Jamestown spirit guides man's quest for moon: Sunita Williams
May 14, 2007 - 11:52:47 AM
Washington, May 14 - Indian American astronaut Sunita Williams has likened the drive to establish the first human outpost on the Moon to the pioneering spirit that guided American colonists 400 years ago.
Flying high overhead, she and two other modern-day explorers - the International Space Station Expedition 15 crew - delivered a special message as President George W. Bush visited Jamestown, Virginia, Sunday to honour the courageous settlers who braved the Atlantic Ocean to establish the first sustained English settlement.
Sunita Williams, speaking on behalf of Commander Fyodor Yurchikhin and Flight Engineer Oleg Kotov, saluted the Jamestown settlers saying, 'The same courage and conviction that brought Jamestown settlers to America in 1607 continues to drive today's explorers to establish the first human outpost on the Moon.'
NASA said three years ago Bush unveiled a comprehensive plan for space exploration that set the US space agency on a course to 'gain a new foothold on the moon and to prepare for new journeys to the worlds beyond our own.'
NASA is partnering with Jamestown on a nearly 18-month series of events to promote this celebration of the spirit of exploration.
In 2006 NASA hitched a ride with the Godspeed Sail - a series of port calls to six US east coast cities made by a replica of the Godspeed sailing ship. The original Godspeed was one of three ships that brought the first English settlers to the New World.
Meanwhile, with repairs on the external tank on Space Shuttle Atlantis completed, Williams may return home next month after a six-month tour of duty. The shuttle is targeted for launch June 8. She will be replaced by Clay Anderson, one of the seven members of the newly expanded Atlantis crew.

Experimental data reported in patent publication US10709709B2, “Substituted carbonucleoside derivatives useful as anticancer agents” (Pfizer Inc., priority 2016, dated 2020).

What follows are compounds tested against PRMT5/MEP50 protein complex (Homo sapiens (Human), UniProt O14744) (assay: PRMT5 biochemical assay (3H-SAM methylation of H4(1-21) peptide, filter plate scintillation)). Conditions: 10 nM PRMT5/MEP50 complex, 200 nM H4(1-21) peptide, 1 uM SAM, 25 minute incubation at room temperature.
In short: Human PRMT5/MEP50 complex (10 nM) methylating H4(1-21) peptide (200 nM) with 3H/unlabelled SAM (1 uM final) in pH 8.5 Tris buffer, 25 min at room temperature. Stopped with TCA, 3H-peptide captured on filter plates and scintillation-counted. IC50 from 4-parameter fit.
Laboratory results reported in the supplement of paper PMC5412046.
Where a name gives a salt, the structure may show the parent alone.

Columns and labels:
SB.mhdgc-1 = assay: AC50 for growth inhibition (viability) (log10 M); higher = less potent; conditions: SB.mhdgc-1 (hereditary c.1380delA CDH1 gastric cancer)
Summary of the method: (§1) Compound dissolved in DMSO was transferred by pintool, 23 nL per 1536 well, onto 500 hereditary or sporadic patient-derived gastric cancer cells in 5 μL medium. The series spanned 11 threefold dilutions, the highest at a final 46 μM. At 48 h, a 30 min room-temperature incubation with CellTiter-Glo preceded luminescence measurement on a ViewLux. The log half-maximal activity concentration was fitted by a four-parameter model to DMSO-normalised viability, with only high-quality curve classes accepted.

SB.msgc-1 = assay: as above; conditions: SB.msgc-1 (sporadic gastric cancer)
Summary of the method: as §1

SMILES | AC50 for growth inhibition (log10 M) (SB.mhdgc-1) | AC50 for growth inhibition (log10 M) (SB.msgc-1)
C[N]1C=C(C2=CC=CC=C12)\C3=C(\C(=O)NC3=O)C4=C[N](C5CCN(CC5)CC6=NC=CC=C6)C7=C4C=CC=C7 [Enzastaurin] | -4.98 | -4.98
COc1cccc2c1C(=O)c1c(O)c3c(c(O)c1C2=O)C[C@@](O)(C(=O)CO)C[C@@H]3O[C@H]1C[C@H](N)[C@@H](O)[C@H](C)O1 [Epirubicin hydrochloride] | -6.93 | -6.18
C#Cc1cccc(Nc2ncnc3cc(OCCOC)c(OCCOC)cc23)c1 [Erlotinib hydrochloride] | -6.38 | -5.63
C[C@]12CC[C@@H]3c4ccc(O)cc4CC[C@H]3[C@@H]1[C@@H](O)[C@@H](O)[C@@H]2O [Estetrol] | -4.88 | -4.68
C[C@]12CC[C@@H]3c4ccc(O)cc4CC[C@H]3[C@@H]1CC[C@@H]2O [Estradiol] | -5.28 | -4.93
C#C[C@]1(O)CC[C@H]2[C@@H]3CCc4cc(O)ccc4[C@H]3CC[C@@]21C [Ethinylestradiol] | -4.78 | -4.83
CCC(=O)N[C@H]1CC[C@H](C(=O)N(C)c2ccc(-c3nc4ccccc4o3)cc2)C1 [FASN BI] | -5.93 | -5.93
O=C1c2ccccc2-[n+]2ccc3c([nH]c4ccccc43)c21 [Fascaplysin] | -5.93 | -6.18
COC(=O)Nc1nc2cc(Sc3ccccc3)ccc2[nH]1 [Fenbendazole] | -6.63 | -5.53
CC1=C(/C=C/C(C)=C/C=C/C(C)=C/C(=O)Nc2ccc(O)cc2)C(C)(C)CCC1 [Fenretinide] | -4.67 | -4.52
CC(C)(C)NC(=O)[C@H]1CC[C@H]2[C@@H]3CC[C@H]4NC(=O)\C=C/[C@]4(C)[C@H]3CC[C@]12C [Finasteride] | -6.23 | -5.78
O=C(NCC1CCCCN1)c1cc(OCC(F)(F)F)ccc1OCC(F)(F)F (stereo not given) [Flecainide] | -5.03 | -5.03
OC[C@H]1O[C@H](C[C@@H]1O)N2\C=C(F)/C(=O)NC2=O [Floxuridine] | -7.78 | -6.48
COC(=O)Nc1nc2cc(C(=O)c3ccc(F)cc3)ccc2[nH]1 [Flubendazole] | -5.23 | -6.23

A little piece of history too will hitch a ride on Atlantis which will be carrying a new set of solar power-producing wings for the space station, a $100 billion project of 16 international partners.
A lead cargo tag, dating back to the 1600s, is tucked inside a box in the shuttle's middeck. The tag is the only thing found in 13 years by the Association for the Preservation of Virginia Antiquities archaeological digs at Jamestown Island that contains the word 'Yames Towne' on it. The tag's trip celebrates the link between explorers past and present.
Atlantis is scheduled to roll out to the launch pad May 16. There will be a flight readiness review May 30, NASA officials announced after the repairs were completed Friday.
'The teams have done a phenomenal job of repairing this tank,' said Bill Gerstenmaier, space operations associate administrator. 'We've done a lot of extra reviews to make sure we didn't miss anything-a lot of testing...to make sure things were done right and they've done a great job.'
John Chapman, manager of the external tank project pointed out that the tank will have a speckled appearance but it will not affect performance or safety.
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